I really enjoy your writing style, so I read your blog for the pleasure of it, but have not commented before. Just because, as you say, the motivation only lasts a few minutes. I also read on my phone, which is difficult to type on.
Keep em coming!
Rajiv, very kind of you to comment. I’m already thinking of what I can write about this summer’s Test series that will be so inflammatory, that it will get you back here! Chris
Well, Chris, it’s nice to see I was right about that, anyway.
Like Nick, I often read something (and I read many more than five blogs regularly) which I like and want to comment on, but don’t feel that I have time to do it justice. In these cases I’ll keep it in my inbox and reply when I have the time. This is often a week or more after I originally read the piece, which means that I then have to read it again to remind myself why I thought it was worthy of comment in the first place. This can be good, because on second reading different things can stand out, and events have usually moved on, meaning that different factors can influence your response. Sometimes, unfortunately, I just never get round to commenting, and we move on.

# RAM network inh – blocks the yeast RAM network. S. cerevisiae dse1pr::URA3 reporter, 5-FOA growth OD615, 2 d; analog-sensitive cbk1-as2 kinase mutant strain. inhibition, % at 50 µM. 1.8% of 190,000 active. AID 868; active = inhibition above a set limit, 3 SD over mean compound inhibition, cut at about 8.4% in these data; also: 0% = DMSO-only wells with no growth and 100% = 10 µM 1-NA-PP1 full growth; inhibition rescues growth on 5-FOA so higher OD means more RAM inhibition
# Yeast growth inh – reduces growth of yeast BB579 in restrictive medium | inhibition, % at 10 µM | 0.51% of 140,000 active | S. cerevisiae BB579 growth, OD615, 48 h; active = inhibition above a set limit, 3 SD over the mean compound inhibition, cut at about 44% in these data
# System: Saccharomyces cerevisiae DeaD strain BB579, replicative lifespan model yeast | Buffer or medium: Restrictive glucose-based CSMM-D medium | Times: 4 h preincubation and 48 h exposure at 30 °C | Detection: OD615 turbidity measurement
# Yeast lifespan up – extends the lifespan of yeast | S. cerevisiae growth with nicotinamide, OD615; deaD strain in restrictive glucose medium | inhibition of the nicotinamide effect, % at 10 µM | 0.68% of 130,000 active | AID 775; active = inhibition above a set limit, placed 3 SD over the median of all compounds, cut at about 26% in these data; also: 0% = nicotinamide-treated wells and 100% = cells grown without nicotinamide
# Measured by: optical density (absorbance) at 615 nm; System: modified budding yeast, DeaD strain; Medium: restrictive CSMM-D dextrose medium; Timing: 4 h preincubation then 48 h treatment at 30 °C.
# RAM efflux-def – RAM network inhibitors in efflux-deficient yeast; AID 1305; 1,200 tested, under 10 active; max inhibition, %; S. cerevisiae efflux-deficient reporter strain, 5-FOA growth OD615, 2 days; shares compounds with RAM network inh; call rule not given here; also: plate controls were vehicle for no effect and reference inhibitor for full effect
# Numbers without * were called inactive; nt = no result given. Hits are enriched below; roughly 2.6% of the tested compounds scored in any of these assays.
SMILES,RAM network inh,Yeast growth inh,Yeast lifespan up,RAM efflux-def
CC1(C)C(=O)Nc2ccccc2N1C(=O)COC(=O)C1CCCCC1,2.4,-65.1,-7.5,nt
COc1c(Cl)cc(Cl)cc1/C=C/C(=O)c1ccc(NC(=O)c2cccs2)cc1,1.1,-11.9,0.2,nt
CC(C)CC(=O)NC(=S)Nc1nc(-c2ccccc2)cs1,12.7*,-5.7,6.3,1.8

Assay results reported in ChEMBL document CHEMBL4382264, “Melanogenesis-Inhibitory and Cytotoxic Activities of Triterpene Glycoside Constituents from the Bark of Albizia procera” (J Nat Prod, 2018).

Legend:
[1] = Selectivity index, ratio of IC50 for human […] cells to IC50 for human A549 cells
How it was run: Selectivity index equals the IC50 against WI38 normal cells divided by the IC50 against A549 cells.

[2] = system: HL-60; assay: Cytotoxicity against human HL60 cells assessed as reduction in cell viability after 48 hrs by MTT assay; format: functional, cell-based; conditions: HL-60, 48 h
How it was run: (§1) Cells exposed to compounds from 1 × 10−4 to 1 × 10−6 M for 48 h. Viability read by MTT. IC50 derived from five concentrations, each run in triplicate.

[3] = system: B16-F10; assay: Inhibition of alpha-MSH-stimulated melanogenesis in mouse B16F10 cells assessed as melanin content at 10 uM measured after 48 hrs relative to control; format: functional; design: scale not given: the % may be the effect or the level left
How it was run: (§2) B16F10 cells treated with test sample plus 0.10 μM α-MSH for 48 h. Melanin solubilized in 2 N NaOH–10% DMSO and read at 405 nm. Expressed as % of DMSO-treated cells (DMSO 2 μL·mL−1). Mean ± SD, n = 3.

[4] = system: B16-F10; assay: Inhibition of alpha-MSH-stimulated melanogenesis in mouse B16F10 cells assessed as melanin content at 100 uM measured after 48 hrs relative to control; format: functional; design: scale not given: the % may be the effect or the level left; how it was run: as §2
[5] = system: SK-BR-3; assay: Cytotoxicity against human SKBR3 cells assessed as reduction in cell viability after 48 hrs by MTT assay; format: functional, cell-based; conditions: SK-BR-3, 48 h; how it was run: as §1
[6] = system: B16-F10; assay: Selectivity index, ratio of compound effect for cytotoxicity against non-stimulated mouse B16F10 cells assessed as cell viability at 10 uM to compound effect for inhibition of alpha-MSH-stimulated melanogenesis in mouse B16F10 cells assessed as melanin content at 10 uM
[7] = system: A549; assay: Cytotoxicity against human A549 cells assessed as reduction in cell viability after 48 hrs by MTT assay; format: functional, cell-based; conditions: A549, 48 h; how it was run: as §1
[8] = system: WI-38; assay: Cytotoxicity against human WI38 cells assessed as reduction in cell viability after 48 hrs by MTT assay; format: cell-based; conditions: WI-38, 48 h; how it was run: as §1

I don’t think you’re shallow. I think that everyone (surely?) likes comments for the reasons you state. In my case, I tend to lack confidence in my writing (or at least, while I like it – obviously – I worry about other people ‘getting it’ in the same way), so I’m happy to hear from anyone who’s prepared to take the time to comment, especially, of course, if they’re complimentary. Unless comments are completely oblique/weird (I’ve had a few of those) or rude (very, very few, if any), I always reply to them, even if it’s just to say thank you. I’m never very impressed if I leave a comment on a blog and the writer doesn’t bother with even a basic acknowledgement. To me it’s just good manners to do so.
Of all the comments I’ve ever received, my favourite is one which I had very early on (it must have been in 2006 or 2007) from someone in Sri Lanka who said that he enjoyed the blog but that he often couldn’t access the Web because of power cuts caused by air raid bombing (the Sri Lankan civil war was still going on then). It was quite humbling to think that someone in such a situation was reading my blog and gave me the impetus to continue, when, like a lot of people,I could have fallen by the wayside as a result of perceived (or actual) lack of readers.
As it’s the sort of thing I generally haven’t got the time or inclination to do these days, I particularly like your statistical pieces. As I mentioned when we met, you ought to think about joining the ACSH. You’d like it, and they’d like you.
Brian, that single Sri Lankan reader is worth 100s of visitors who arrive by following a link promoted by someone on Twitter, but imagine if he hadn’t commented. It’s the best argument for the power of comments.
I shall follow-up your ACSH recommendation. Chris